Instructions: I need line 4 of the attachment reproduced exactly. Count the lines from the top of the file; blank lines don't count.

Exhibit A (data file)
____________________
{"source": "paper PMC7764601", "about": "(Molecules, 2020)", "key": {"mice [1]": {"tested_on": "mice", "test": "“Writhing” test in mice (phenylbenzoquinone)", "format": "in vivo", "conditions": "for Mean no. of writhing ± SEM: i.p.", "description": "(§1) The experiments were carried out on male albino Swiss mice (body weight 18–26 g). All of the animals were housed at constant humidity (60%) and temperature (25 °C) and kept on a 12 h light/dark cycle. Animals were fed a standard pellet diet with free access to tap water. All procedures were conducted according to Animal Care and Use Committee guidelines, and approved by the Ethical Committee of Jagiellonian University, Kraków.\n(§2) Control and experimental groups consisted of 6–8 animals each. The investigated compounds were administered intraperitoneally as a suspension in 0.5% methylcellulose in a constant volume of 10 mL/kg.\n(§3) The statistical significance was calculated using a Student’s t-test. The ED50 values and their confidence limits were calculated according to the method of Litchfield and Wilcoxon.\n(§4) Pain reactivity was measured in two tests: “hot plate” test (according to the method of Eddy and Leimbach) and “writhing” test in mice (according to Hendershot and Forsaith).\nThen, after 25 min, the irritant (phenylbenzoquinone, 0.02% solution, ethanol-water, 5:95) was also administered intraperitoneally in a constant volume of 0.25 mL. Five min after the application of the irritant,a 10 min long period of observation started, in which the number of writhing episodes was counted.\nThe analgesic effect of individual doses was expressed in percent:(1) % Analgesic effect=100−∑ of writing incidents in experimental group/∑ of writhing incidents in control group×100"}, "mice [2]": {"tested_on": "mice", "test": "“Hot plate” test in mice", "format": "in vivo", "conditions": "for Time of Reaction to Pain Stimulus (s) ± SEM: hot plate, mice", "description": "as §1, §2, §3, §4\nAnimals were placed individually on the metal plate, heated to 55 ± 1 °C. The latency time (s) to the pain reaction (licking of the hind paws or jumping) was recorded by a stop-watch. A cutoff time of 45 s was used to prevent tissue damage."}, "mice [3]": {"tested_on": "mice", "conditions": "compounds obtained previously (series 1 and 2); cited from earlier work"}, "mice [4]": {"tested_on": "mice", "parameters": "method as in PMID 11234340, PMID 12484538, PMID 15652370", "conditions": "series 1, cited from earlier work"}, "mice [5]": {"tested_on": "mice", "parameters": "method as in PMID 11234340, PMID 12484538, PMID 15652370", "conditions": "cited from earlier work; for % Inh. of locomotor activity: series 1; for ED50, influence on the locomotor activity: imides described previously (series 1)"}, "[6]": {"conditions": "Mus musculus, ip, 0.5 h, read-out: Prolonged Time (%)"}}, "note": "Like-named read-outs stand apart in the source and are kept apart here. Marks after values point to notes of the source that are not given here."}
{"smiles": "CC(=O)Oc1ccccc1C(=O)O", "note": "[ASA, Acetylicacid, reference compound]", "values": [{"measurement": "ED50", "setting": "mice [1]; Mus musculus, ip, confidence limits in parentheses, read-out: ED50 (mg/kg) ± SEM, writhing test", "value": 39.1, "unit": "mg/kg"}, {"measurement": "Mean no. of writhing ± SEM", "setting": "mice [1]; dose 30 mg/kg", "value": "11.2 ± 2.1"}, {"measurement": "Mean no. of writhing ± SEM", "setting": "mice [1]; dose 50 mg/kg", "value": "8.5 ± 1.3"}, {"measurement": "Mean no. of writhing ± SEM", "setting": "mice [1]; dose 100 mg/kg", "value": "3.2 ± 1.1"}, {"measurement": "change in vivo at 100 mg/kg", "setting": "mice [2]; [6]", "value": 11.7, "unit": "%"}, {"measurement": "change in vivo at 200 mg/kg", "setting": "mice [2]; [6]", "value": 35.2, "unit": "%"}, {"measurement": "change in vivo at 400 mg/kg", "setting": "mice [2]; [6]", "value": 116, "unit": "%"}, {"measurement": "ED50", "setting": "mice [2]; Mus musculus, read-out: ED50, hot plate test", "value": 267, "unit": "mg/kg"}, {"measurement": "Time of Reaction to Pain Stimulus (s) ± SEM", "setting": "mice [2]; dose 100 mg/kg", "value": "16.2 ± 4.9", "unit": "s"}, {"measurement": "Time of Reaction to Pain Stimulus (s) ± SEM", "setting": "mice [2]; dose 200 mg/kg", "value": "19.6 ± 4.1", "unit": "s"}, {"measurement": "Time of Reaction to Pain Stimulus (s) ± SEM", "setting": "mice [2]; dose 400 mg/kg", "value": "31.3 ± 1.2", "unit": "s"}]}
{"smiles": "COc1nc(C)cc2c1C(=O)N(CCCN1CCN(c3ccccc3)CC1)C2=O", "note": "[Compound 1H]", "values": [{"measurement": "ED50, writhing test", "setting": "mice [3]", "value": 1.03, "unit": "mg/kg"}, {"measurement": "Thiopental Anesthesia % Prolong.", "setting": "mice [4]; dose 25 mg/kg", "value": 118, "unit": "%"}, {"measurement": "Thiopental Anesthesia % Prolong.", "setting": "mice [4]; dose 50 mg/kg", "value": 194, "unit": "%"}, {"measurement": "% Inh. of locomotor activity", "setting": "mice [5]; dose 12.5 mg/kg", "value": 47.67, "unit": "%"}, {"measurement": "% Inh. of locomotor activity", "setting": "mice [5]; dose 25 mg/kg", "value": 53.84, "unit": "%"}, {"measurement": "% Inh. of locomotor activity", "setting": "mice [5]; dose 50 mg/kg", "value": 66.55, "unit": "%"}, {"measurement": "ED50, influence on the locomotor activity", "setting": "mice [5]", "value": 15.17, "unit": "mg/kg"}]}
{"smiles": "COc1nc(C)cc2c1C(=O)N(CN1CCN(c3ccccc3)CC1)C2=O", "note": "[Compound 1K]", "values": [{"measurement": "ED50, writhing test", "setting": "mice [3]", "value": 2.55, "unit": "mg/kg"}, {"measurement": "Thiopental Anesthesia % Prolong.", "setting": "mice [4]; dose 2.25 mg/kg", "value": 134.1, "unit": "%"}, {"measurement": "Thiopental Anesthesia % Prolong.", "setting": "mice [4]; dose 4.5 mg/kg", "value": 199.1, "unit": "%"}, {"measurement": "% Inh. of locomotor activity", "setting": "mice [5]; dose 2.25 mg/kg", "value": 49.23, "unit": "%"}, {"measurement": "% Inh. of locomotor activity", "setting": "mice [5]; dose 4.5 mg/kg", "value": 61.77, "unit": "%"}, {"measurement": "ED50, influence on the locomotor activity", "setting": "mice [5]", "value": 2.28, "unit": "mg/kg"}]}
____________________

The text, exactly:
{"smiles": "COc1nc(C)cc2c1C(=O)N(CN1CCN(c3ccccc3)CC1)C2=O", "note": "[Compound 1K]", "values": [{"measurement": "ED50, writhing test", "setting": "mice [3]", "value": 2.55, "unit": "mg/kg"}, {"measurement": "Thiopental Anesthesia % Prolong.", "setting": "mice [4]; dose 2.25 mg/kg", "value": 134.1, "unit": "%"}, {"measurement": "Thiopental Anesthesia % Prolong.", "setting": "mice [4]; dose 4.5 mg/kg", "value": 199.1, "unit": "%"}, {"measurement": "% Inh. of locomotor activity", "setting": "mice [5]; dose 2.25 mg/kg", "value": 49.23, "unit": "%"}, {"measurement": "% Inh. of locomotor activity", "setting": "mice [5]; dose 4.5 mg/kg", "value": 61.77, "unit": "%"}, {"measurement": "ED50, influence on the locomotor activity", "setting": "mice [5]", "value": 2.28, "unit": "mg/kg"}]}